Throughout the play, it is seen that Cassio is loyal to his general, Othello. Cassio is a young, handsome, and friendly man. Consequently it makes him a target of Iago’s master plan, as Iago uses Cassio to play with the emotions of Othello. He does this by getting both Cassio and Desdemona close together, so Othello can think they are having an affair.
“Iago: she gives it out that you shall marry her. Do you intend it?
Cassio: Ha, ha, ha!
Othello: Do ye triumph, roman? Do you triumph?
Cassio: I marry her! What? A customer? Prithee bear some charity to my wit. Do not think it so unwholesome. Ha, ha, ha!” (IV. i . 200)

Cassio and Othello are both being manipulated by Iago
To Cassio, he is talking to Iago about Bianca the prostitue
TO Othello, Cassio is talking about Desdemona
Again highlights the theme of appearance vs. reality
Secondary Source Analysis
“The most conspicuous irony is Othello thinking Iago is “honest” and Desdemona is not “honest”” (Heilman 46). It appeared to Othello that Iago was honest but in reality he was trying to bring about the downfall of Othello. This is ironic because the reader knows that Iago was never honest to anyone and just manipulated them to achieve what he wanted. Iago was never telling the truth. In the end Iago’s deception caused Othello to destroy himself.
When Brabantio tells Othello to keep an eye on Desdemona he thinks nothing of it until he later when he thinks that Desdemona is cheating on him. “Othello’s growing intentions of keeping an eye on Desdemona is in effect commented on when he complains of” a pain upon my forehead” and she replies, “faith, that’s with watching” (3.3 284-285) what he says has two meanings while what Desdemona is not”(Heilman 258). It is shown that Desdemona is appeared to Othello of being guilty of cheating on him while in reality she is unaware of what Othello means.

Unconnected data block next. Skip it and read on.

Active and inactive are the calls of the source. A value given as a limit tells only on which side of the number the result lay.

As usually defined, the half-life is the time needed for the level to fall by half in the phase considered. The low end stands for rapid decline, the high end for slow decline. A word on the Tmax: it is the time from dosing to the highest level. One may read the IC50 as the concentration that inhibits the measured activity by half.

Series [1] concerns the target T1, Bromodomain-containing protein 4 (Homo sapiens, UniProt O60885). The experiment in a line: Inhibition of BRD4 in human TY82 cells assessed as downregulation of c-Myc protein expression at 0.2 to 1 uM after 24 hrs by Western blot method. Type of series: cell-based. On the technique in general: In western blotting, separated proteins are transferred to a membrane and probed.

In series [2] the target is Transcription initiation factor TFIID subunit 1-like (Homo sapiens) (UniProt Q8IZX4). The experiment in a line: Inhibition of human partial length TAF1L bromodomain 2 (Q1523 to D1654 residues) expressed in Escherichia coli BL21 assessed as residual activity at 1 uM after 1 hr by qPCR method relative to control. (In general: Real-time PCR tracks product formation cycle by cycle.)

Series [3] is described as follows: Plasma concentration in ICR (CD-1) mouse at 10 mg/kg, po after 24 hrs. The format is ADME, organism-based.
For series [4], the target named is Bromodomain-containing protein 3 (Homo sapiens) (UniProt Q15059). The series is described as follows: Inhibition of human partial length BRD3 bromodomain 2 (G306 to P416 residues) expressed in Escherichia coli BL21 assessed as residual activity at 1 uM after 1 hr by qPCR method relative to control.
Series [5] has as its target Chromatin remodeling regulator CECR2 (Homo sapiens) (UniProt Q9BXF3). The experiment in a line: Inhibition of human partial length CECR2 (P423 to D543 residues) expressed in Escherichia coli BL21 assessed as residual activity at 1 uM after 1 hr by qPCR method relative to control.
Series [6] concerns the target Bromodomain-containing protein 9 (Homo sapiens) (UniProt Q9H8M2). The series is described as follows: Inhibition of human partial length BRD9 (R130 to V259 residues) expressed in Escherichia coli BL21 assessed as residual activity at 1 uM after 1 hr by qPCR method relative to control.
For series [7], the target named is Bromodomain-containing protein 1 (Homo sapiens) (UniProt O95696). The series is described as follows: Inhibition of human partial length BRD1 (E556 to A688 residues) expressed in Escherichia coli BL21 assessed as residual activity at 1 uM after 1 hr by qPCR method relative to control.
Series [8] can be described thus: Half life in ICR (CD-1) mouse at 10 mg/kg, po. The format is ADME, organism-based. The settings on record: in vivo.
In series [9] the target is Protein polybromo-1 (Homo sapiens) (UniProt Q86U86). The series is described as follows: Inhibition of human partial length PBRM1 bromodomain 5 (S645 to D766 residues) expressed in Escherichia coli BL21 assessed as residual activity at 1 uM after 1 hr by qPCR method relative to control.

Cassio is the target of Iago because he stole his position as lieutenant “Being passed over for promotion to the lieutenancy in favour of Cassio” (Wood). It is apparent that Iago is using Cassio to get at Othello where he is most vulnerable. Cassio is the second in command which means Othello will trust him with everything. Although Othello’s trust in Cassio is broken when he gets drunk, he is fired as according to Iago’s plan and then eventually Othello wants Cassio killed .Cassio is deceived by Iago in a way that he is being accused of having an affair with Othello’s wife, Desdemona.
Thus, it is evident that William Shakespeare uses the characters of Iago, Desdemona, and Cassio to portray the themes of appearance vs. reality and deception.
Heilman, Robert Bechtold. Magic in the Web; Action & Language in Othello. Lexington: U of Kentucky, 1956. Print. 12 July 2015

Shakespeare, William, and John Crowther. No Fear Shakespeare: Othello. New York: Spark, 2003. Print.

Wood, Sam. "Where Iago Lies: Home, Honesty And The Turk In Othello." Early Modern Literary Studies 14.3 (2009): 12. Literary Reference Center Plus. Web. 14 July 2015.

Zender, Karl F. "The Humiliation Of Iago." Studies In English Literature (Rice) 34.2 (1994): 323. Literary Reference Center Plus. Web. 15 July 2015.

Appearance vs. Reality is a common theme used in novels today, in which some characters are not what they seem to be. Similarly, one of the most prominent themes in Othello is the theme of appearance vs. reality, which goes alongside the topic of deception.
Thesis & Mapping Statement
William Shakespeare showcases the themes of deception and appearance vs reality through the characters of Iago, Desdemona, and Cassio. We will be analyzing each of these characters and how they relate to these themes.
Our Topic